England trembled in 1792. In May, George III issued a proclamation warning his subjects of "diverse wicked and seditious writings" then being circulated which might "excite tumult and disorder." The response to this proclamation -- an unprecedented expression of loyalty to crown and constitution -- marked the beginnings of a movement that was to influence British political life well into the nineteenth century. For King, Constitution, and Country is the first full-scale exploration of the nature and origins of this loyalist movement.
The British government had genuine cause for concern. While France was convulsed by revolution across the Channel, the writings of Tom Paine and the actions of organized English radicals seemed designed to import that revolution to England. The formation of loyal associations throughout the country indicated that the overwhelming majority of Englishmen opposed such aims, and their public declarations of loyalty strengthened the hand of government in suppressing dissent, real or imagined. When war with France was declared in 1793, the loyalists, already organized, continued to provide social stability, as well as money and men -- the volunteer corps -- to defend their country.
Until now historians have concentrated on the radical side of this struggle. Robert R. Dozier's detailed study -- based on sources as diverse as the private papers of government officials, provincial newspapers, and the declarations of radical and loyal societies throughout England -- now makes possible a balanced view of this chaotic period. Mr. Dozier shows that the English loyalists rejected the French Revolution on social as well as political grounds, and argues persuasively that their words and actions enabled England to escape the legacy of revolution that was to plague the Continent throughout the following century.
This important book reveals much about the character of the English people, the structure of English political society, the nature of England's unwritten constitution, and the breadth of English liberties.
Balzac's Rhetorical Realism
Everyone agrees that Balzac is a realistic writer, but what do we actually mean when we say that? This book examines the richness and variety of Balzac’s approaches to realism, employing several different interpretive methods. Taking love and money as the “Prime Movers” of the world of La Comédie humaine, twenty-one chapters provide detailed analyses of the many strategies by which the writing forges the powerful impression of reality, the construction we famously think of as Balzacian realism. Each chapter sets the methods and aims of its analysis, with particular attention to the language that conveys the sense of reality. Plots, devices, or interpretive systems (including genealogies) function as images or reflections of how the novels make their meanings. The analyses converge on the central point: how did Balzac invent realism? No less than this fundamental question lies behind the interpretations this book provides, a question to which the conclusion provides a full answer. A major book in English devoted entirely to Balzac was overdue. Here is the American voice of Balzac studies, an engaging, insightful, and revealing excursion among the masterworks of one of the most important authors of all time.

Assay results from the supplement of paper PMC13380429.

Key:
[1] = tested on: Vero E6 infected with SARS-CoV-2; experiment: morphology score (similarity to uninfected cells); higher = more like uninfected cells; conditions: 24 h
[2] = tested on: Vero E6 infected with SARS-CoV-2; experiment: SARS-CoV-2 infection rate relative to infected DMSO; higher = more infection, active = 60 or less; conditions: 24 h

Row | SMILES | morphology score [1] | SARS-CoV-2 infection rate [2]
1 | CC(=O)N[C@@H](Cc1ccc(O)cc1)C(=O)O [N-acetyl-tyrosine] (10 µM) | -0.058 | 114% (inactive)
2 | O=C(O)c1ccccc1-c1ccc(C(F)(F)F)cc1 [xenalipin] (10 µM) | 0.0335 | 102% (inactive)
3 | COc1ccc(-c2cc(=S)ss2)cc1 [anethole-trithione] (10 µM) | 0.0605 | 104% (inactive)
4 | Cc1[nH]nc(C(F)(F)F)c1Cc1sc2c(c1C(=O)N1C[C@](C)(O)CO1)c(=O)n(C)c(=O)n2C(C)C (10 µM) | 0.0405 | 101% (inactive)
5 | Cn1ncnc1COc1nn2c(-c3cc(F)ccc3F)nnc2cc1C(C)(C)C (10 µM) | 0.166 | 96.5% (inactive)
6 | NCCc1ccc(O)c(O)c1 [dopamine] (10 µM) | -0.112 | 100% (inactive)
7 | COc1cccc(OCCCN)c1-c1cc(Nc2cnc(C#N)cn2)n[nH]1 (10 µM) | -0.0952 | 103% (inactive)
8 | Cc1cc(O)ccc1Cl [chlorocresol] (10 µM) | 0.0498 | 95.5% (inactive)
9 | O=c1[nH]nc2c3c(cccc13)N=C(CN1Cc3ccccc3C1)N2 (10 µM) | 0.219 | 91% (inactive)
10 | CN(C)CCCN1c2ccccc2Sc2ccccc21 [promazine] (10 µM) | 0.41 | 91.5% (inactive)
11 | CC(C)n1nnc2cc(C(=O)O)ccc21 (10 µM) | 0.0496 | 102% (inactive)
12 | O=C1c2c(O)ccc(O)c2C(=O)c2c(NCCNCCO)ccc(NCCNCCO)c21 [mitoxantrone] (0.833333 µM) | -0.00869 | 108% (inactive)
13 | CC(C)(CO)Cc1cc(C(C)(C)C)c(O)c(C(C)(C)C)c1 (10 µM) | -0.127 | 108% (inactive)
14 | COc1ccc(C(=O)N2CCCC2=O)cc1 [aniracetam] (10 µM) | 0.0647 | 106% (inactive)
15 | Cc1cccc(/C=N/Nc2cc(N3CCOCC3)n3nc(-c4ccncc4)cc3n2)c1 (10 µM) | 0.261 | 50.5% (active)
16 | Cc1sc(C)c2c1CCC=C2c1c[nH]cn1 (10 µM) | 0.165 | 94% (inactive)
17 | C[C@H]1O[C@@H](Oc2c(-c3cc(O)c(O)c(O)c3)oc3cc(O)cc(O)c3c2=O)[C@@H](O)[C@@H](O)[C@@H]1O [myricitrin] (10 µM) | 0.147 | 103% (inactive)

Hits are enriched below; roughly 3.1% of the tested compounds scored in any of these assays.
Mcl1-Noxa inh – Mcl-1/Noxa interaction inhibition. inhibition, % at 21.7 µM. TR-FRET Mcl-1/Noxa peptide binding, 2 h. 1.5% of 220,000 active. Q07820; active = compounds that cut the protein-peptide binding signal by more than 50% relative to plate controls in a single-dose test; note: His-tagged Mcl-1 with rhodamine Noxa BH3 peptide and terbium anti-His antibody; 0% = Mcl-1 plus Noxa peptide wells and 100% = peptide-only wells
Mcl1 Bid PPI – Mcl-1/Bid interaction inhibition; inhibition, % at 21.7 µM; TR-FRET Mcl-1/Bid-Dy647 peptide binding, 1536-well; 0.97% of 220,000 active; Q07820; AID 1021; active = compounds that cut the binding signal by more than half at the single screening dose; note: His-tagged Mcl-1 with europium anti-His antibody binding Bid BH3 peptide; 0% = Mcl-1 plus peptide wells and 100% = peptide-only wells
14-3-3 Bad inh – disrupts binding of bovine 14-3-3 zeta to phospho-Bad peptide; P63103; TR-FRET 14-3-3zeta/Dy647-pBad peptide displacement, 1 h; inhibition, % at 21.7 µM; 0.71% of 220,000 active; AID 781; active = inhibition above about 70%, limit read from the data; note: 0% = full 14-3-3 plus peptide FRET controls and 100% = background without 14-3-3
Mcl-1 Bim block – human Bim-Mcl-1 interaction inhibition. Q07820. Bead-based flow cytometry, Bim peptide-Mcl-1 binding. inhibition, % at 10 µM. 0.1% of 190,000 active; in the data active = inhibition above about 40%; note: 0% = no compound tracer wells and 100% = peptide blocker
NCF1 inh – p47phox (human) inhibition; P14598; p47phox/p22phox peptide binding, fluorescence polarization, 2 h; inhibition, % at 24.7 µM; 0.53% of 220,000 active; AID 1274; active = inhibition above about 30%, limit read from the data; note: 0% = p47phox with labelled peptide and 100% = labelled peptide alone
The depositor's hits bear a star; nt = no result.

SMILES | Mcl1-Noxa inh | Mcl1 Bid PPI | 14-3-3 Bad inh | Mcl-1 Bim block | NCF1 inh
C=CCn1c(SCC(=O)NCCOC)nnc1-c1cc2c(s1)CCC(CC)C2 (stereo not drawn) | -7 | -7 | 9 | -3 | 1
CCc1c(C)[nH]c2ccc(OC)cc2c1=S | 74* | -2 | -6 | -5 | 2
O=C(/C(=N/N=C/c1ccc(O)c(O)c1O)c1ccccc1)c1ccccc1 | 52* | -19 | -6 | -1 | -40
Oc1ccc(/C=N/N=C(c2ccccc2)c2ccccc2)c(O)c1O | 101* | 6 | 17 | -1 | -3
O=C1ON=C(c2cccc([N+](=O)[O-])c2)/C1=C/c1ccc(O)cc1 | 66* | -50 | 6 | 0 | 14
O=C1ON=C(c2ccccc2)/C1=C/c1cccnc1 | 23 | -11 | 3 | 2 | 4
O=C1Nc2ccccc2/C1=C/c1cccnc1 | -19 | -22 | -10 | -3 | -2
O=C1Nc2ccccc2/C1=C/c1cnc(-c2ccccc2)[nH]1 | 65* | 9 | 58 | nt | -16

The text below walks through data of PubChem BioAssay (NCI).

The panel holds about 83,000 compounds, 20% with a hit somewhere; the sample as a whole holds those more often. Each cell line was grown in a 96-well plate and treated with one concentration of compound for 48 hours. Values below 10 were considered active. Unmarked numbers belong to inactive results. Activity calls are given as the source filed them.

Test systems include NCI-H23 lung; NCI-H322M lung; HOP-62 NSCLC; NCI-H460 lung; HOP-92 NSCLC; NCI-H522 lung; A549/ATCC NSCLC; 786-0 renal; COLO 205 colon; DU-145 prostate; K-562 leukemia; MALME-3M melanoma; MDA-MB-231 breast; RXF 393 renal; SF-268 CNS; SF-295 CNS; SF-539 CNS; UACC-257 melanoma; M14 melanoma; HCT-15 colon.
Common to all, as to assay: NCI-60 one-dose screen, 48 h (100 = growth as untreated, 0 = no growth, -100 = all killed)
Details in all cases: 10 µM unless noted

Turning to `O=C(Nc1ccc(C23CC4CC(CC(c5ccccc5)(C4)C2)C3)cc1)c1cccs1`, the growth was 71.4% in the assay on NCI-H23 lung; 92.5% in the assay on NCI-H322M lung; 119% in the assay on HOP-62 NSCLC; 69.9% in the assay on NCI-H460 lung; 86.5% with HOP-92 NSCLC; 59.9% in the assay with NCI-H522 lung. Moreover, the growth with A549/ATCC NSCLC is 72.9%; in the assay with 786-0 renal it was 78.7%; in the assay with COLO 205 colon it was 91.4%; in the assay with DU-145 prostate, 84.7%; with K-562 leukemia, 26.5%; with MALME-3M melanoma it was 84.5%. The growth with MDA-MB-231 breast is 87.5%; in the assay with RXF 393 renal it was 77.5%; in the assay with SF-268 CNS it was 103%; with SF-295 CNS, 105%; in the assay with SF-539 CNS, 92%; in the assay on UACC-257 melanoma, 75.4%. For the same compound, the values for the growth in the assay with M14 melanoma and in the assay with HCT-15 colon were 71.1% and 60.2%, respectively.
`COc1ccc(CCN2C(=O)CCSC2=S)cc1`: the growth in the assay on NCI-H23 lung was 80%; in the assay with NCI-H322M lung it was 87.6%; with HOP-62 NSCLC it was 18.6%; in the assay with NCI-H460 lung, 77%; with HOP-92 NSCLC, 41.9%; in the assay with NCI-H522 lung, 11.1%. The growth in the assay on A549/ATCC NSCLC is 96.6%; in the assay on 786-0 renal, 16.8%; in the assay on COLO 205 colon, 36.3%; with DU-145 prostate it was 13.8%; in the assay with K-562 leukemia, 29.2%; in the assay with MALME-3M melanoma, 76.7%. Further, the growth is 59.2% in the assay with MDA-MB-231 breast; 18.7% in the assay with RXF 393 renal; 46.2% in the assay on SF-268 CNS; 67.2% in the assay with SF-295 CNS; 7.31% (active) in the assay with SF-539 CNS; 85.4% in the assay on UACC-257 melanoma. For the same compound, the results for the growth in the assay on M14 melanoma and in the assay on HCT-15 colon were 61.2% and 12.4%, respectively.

Transforming French Ideas of Femininity in the Third Republic
The market for commercial beauty products exploded in Third Republic France, with a proliferation of goods promising to erase female imperfections and perpetuate an aesthetic of femininity that conveyed health and respectability. While the industry's meteoric growth helped to codify conventional standards of womanhood, The Force of Beauty goes beyond the narrative of beauty culture as a tool for sociopolitical subjugation to show how it also targeted women as important consumers in major markets and created new avenues by which they could express their identities and challenge or reinforce gender norms.
As cosmetics companies and cultural media, from magazines to novels to cinema, urged women to aspire to commercial standards of female perfection, beauty evolved as a goal to be pursued rather than a biological inheritance. The products and techniques that enabled women to embody society's feminine ideal also taught them how to fashion their bodies into objects of desire and thus offered a subversive tool of self-expression. Holly Grout explores attempts by commercial beauty culture to reconcile a standard of respectability with female sexuality, as well as its efforts to position French women within the global phenomenon of changing views on modern womanhood.
Grout draws on a wide range of primary sources-hygiene manuals, professional and legal debates about the right to fabricate and distribute "medicines," advertisements for beauty products, and contemporary fiction and works of art-to explore how French women navigated changing views on femininity. Her seamless integration of gender studies with business history, aesthetics, and the history of medicine results in a textured and complex study of the relationship between the politics of womanhood and the politics of beauty.